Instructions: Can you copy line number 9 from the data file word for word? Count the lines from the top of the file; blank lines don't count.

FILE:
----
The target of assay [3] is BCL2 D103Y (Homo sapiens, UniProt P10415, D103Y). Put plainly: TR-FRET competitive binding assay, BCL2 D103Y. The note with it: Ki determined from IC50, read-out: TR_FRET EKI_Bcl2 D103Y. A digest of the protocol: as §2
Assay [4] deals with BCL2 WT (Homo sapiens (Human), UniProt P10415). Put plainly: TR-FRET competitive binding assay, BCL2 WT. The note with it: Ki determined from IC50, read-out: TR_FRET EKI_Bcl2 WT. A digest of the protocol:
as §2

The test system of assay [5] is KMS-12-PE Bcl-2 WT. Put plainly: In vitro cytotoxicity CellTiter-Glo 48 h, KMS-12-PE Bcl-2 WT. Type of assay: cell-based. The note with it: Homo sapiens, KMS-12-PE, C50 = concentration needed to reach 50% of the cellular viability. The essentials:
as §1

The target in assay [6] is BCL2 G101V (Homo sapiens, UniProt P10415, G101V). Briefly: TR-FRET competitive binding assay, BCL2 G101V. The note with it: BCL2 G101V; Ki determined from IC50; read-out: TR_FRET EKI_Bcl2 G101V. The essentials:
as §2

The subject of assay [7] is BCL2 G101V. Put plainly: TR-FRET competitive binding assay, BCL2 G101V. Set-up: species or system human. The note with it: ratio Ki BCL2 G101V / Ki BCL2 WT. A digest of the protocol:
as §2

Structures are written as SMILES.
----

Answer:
as §2